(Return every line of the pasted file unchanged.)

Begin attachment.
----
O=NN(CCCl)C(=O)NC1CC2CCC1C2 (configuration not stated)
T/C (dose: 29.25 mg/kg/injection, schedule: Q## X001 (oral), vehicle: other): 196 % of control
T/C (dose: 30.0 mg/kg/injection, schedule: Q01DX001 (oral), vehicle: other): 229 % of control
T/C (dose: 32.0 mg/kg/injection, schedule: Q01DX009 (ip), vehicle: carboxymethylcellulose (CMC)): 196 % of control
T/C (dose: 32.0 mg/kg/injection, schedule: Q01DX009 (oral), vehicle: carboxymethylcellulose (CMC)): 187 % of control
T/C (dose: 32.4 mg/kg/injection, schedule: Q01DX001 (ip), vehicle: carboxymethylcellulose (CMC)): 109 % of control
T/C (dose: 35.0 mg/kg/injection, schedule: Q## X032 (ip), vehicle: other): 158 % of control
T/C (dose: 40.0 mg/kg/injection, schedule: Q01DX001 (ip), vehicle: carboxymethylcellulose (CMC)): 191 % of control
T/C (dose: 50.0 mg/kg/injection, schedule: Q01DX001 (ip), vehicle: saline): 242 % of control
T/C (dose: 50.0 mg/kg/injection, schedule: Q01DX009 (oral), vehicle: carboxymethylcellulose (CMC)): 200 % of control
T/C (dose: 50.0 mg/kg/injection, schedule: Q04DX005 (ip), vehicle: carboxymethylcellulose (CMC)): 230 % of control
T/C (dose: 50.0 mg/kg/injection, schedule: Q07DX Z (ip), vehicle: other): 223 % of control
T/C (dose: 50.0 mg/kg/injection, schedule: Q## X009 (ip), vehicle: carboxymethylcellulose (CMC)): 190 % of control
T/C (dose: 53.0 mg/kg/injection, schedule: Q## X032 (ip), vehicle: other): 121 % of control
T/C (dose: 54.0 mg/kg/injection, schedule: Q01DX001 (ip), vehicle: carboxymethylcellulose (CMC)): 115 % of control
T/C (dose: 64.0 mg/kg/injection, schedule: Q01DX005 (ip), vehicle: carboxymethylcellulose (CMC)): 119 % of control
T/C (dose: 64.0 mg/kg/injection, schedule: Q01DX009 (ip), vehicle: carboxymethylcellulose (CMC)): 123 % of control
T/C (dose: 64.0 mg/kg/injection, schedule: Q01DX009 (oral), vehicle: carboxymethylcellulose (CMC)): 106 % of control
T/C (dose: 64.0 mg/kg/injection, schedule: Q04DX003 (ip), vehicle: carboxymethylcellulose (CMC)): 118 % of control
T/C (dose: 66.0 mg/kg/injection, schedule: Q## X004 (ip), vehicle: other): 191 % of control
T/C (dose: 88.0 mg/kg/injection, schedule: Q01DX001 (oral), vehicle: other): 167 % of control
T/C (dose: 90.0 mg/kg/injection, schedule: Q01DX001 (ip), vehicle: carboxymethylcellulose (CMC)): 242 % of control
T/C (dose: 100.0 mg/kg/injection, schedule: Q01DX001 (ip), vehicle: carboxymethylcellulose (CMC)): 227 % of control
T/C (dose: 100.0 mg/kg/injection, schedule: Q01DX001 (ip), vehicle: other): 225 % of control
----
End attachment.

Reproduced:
O=NN(CCCl)C(=O)NC1CC2CCC1C2 (configuration not stated)
T/C (dose: 29.25 mg/kg/injection, schedule: Q## X001 (oral), vehicle: other): 196 % of control
T/C (dose: 30.0 mg/kg/injection, schedule: Q01DX001 (oral), vehicle: other): 229 % of control
T/C (dose: 32.0 mg/kg/injection, schedule: Q01DX009 (ip), vehicle: carboxymethylcellulose (CMC)): 196 % of control
T/C (dose: 32.0 mg/kg/injection, schedule: Q01DX009 (oral), vehicle: carboxymethylcellulose (CMC)): 187 % of control
T/C (dose: 32.4 mg/kg/injection, schedule: Q01DX001 (ip), vehicle: carboxymethylcellulose (CMC)): 109 % of control
T/C (dose: 35.0 mg/kg/injection, schedule: Q## X032 (ip), vehicle: other): 158 % of control
T/C (dose: 40.0 mg/kg/injection, schedule: Q01DX001 (ip), vehicle: carboxymethylcellulose (CMC)): 191 % of control
T/C (dose: 50.0 mg/kg/injection, schedule: Q01DX001 (ip), vehicle: saline): 242 % of control
T/C (dose: 50.0 mg/kg/injection, schedule: Q01DX009 (oral), vehicle: carboxymethylcellulose (CMC)): 200 % of control
T/C (dose: 50.0 mg/kg/injection, schedule: Q04DX005 (ip), vehicle: carboxymethylcellulose (CMC)): 230 % of control
T/C (dose: 50.0 mg/kg/injection, schedule: Q07DX Z (ip), vehicle: other): 223 % of control
T/C (dose: 50.0 mg/kg/injection, schedule: Q## X009 (ip), vehicle: carboxymethylcellulose (CMC)): 190 % of control
T/C (dose: 53.0 mg/kg/injection, schedule: Q## X032 (ip), vehicle: other): 121 % of control
T/C (dose: 54.0 mg/kg/injection, schedule: Q01DX001 (ip), vehicle: carboxymethylcellulose (CMC)): 115 % of control
T/C (dose: 64.0 mg/kg/injection, schedule: Q01DX005 (ip), vehicle: carboxymethylcellulose (CMC)): 119 % of control
T/C (dose: 64.0 mg/kg/injection, schedule: Q01DX009 (ip), vehicle: carboxymethylcellulose (CMC)): 123 % of control
T/C (dose: 64.0 mg/kg/injection, schedule: Q01DX009 (oral), vehicle: carboxymethylcellulose (CMC)): 106 % of control
T/C (dose: 64.0 mg/kg/injection, schedule: Q04DX003 (ip), vehicle: carboxymethylcellulose (CMC)): 118 % of control
T/C (dose: 66.0 mg/kg/injection, schedule: Q## X004 (ip), vehicle: other): 191 % of control
T/C (dose: 88.0 mg/kg/injection, schedule: Q01DX001 (oral), vehicle: other): 167 % of control
T/C (dose: 90.0 mg/kg/injection, schedule: Q01DX001 (ip), vehicle: carboxymethylcellulose (CMC)): 242 % of control
T/C (dose: 100.0 mg/kg/injection, schedule: Q01DX001 (ip), vehicle: carboxymethylcellulose (CMC)): 227 % of control
T/C (dose: 100.0 mg/kg/injection, schedule: Q01DX001 (ip), vehicle: other): 225 % of control